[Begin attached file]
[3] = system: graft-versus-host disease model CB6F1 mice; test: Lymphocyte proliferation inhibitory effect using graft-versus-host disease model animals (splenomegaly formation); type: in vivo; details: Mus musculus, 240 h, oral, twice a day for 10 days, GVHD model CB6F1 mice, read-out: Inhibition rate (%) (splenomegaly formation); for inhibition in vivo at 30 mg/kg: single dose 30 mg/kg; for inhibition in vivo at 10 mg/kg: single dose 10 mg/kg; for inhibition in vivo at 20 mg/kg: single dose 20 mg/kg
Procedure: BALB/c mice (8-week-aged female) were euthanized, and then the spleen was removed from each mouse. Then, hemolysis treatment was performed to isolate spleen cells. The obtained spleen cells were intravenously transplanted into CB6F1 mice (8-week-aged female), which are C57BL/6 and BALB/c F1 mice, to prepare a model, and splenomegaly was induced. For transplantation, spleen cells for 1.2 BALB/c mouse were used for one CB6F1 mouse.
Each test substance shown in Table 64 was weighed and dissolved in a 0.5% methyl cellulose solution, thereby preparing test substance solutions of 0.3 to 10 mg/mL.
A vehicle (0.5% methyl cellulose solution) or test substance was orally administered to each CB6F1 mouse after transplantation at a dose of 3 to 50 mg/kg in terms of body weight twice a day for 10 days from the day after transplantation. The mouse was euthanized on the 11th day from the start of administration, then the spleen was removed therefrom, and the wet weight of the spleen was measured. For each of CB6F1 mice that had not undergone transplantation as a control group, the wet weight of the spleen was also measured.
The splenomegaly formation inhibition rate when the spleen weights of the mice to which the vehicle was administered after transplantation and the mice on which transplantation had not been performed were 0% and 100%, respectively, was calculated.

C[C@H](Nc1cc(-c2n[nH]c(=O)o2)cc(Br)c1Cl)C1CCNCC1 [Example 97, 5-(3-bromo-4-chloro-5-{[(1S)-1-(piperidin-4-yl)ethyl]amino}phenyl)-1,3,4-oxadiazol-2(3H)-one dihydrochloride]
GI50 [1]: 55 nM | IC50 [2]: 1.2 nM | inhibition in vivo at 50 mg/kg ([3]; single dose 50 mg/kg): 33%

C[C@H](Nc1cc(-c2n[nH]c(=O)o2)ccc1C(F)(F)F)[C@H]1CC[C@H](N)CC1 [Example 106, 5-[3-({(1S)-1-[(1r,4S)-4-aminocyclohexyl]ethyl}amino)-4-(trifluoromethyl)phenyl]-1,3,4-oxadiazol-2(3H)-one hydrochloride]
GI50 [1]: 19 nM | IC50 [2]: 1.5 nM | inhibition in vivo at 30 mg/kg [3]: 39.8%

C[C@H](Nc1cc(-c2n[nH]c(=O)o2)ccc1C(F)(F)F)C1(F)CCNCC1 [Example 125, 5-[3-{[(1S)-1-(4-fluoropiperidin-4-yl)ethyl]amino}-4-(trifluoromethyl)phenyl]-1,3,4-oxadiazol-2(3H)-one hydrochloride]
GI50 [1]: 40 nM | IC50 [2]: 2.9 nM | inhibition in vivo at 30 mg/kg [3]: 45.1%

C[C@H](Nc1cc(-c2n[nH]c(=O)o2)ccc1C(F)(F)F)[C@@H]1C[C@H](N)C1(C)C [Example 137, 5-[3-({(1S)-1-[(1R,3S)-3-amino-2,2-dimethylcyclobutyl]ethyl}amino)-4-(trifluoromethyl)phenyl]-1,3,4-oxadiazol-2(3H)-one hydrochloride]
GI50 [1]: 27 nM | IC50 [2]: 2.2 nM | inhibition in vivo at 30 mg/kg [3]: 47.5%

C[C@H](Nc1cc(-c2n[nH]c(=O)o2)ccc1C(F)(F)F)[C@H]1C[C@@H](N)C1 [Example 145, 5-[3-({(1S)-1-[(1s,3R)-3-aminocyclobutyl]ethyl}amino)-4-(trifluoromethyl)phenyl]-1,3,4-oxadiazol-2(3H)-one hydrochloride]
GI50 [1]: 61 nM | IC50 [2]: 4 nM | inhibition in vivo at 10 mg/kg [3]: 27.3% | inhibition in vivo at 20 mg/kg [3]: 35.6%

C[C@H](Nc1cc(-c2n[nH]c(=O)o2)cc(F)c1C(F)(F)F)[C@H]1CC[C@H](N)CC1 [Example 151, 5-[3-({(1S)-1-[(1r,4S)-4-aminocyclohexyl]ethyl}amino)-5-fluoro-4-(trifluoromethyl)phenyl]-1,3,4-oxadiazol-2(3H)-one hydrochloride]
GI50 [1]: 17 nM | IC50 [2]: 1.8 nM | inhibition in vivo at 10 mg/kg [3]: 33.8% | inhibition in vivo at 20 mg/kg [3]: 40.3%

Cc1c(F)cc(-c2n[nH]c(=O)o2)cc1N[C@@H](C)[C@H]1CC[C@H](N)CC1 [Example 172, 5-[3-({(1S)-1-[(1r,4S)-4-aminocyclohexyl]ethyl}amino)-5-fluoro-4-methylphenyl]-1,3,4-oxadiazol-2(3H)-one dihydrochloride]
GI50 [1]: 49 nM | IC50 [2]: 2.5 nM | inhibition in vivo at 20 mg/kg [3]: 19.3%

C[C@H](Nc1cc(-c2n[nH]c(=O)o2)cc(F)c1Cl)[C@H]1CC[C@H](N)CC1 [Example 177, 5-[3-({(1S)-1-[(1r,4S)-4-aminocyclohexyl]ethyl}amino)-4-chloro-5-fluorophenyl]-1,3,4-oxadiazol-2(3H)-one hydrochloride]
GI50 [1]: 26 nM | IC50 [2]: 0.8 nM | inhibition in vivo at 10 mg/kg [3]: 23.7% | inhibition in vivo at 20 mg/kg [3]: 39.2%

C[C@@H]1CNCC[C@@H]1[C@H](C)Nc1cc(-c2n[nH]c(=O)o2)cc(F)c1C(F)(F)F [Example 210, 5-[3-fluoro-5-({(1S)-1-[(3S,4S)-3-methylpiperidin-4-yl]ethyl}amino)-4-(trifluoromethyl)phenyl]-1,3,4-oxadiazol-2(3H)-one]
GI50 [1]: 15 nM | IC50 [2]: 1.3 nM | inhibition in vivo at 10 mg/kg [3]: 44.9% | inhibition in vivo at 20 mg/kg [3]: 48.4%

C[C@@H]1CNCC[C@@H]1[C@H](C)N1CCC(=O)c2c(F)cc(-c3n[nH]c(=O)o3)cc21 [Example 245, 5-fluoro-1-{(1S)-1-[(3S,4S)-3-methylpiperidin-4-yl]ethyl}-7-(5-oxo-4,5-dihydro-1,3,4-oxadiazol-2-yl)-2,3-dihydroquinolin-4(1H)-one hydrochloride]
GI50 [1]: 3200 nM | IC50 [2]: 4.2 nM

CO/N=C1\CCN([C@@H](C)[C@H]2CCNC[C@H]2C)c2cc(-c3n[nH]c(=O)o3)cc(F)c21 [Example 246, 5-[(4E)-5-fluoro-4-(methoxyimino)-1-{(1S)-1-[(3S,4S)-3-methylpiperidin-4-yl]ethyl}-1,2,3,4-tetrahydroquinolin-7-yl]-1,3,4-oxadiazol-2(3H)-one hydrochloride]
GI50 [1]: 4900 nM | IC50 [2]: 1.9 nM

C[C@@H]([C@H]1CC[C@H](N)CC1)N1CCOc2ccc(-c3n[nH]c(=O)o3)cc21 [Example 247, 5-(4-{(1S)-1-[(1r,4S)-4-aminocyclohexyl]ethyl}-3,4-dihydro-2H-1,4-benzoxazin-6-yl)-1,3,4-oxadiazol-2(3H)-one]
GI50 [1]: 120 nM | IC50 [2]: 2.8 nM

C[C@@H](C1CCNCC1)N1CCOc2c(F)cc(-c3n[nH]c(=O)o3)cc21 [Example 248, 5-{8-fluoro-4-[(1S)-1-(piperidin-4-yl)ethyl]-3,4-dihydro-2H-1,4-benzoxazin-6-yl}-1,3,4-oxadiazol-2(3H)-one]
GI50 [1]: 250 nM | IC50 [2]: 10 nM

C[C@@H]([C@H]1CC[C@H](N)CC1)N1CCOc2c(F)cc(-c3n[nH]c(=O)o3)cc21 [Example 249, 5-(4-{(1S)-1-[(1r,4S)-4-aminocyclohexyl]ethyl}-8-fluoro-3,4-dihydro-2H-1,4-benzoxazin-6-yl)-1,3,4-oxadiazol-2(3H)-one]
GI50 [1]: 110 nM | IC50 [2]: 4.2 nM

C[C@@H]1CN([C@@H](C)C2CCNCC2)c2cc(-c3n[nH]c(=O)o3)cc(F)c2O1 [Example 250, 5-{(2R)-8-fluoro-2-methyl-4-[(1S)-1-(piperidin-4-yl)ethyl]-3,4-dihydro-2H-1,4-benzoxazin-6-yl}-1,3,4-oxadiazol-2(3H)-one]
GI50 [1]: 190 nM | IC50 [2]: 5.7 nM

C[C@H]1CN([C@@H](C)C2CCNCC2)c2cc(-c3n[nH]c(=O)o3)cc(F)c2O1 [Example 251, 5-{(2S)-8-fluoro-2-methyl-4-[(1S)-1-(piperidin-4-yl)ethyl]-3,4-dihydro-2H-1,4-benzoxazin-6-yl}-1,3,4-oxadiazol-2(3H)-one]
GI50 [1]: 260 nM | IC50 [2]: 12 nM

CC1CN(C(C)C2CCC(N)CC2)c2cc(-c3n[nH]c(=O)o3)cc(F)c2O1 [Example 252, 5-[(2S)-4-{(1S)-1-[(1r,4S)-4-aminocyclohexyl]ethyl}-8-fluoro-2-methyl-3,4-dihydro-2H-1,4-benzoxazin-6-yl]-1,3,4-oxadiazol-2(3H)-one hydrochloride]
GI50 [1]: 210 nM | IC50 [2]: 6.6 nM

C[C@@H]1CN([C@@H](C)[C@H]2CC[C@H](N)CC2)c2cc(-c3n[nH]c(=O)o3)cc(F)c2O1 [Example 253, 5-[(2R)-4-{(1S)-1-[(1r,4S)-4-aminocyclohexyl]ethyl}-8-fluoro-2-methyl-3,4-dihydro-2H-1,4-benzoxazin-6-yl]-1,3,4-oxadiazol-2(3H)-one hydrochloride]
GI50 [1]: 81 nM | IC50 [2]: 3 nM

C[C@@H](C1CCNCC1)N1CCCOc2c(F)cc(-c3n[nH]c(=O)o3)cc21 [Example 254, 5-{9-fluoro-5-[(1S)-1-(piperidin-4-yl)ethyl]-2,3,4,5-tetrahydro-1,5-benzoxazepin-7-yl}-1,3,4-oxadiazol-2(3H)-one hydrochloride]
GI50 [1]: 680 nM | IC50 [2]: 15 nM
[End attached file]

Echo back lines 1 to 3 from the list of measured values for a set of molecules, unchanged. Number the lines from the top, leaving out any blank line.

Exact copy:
[3] = system: graft-versus-host disease model CB6F1 mice; test: Lymphocyte proliferation inhibitory effect using graft-versus-host disease model animals (splenomegaly formation); type: in vivo; details: Mus musculus, 240 h, oral, twice a day for 10 days, GVHD model CB6F1 mice, read-out: Inhibition rate (%) (splenomegaly formation); for inhibition in vivo at 30 mg/kg: single dose 30 mg/kg; for inhibition in vivo at 10 mg/kg: single dose 10 mg/kg; for inhibition in vivo at 20 mg/kg: single dose 20 mg/kg
Procedure: BALB/c mice (8-week-aged female) were euthanized, and then the spleen was removed from each mouse. Then, hemolysis treatment was performed to isolate spleen cells. The obtained spleen cells were intravenously transplanted into CB6F1 mice (8-week-aged female), which are C57BL/6 and BALB/c F1 mice, to prepare a model, and splenomegaly was induced. For transplantation, spleen cells for 1.2 BALB/c mouse were used for one CB6F1 mouse.
Each test substance shown in Table 64 was weighed and dissolved in a 0.5% methyl cellulose solution, thereby preparing test substance solutions of 0.3 to 10 mg/mL.